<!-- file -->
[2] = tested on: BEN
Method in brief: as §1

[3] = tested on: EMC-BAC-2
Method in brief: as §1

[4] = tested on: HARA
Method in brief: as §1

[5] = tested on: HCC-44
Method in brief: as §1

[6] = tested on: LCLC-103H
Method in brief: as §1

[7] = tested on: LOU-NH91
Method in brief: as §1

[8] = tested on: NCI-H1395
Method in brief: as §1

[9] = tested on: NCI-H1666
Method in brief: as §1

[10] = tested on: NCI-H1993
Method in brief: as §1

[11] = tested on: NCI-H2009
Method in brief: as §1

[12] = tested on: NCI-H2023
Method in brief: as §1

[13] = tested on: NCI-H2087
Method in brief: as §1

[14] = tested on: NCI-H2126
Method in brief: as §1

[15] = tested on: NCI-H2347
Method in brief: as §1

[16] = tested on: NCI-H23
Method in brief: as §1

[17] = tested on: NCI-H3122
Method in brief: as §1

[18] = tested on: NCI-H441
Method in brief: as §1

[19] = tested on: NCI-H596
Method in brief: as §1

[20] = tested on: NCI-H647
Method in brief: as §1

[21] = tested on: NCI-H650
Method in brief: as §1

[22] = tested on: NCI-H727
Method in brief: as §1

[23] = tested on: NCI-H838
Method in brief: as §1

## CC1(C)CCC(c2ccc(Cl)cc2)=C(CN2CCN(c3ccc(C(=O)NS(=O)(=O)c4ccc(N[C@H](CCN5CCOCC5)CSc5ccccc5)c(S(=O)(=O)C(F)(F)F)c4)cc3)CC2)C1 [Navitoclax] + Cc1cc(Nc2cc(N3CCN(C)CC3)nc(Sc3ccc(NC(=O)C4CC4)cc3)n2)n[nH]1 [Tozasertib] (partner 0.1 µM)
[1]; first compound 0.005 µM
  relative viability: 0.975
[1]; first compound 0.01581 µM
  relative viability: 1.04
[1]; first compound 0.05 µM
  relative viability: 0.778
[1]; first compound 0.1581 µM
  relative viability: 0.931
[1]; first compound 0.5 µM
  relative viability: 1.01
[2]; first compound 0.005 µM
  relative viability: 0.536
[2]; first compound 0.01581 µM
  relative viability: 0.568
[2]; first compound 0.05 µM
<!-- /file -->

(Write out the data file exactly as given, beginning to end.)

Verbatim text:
[2] = tested on: BEN
Method in brief: as §1

[3] = tested on: EMC-BAC-2
Method in brief: as §1

[4] = tested on: HARA
Method in brief: as §1

[5] = tested on: HCC-44
Method in brief: as §1

[6] = tested on: LCLC-103H
Method in brief: as §1

[7] = tested on: LOU-NH91
Method in brief: as §1

[8] = tested on: NCI-H1395
Method in brief: as §1

[9] = tested on: NCI-H1666
Method in brief: as §1

[10] = tested on: NCI-H1993
Method in brief: as §1

[11] = tested on: NCI-H2009
Method in brief: as §1

[12] = tested on: NCI-H2023
Method in brief: as §1

[13] = tested on: NCI-H2087
Method in brief: as §1

[14] = tested on: NCI-H2126
Method in brief: as §1

[15] = tested on: NCI-H2347
Method in brief: as §1

[16] = tested on: NCI-H23
Method in brief: as §1

[17] = tested on: NCI-H3122
Method in brief: as §1

[18] = tested on: NCI-H441
Method in brief: as §1

[19] = tested on: NCI-H596
Method in brief: as §1

[20] = tested on: NCI-H647
Method in brief: as §1

[21] = tested on: NCI-H650
Method in brief: as §1

[22] = tested on: NCI-H727
Method in brief: as §1

[23] = tested on: NCI-H838
Method in brief: as §1

## CC1(C)CCC(c2ccc(Cl)cc2)=C(CN2CCN(c3ccc(C(=O)NS(=O)(=O)c4ccc(N[C@H](CCN5CCOCC5)CSc5ccccc5)c(S(=O)(=O)C(F)(F)F)c4)cc3)CC2)C1 [Navitoclax] + Cc1cc(Nc2cc(N3CCN(C)CC3)nc(Sc3ccc(NC(=O)C4CC4)cc3)n2)n[nH]1 [Tozasertib] (partner 0.1 µM)
[1]; first compound 0.005 µM
  relative viability: 0.975
[1]; first compound 0.01581 µM
  relative viability: 1.04
[1]; first compound 0.05 µM
  relative viability: 0.778
[1]; first compound 0.1581 µM
  relative viability: 0.931
[1]; first compound 0.5 µM
  relative viability: 1.01
[2]; first compound 0.005 µM
  relative viability: 0.536
[2]; first compound 0.01581 µM
  relative viability: 0.568
[2]; first compound 0.05 µM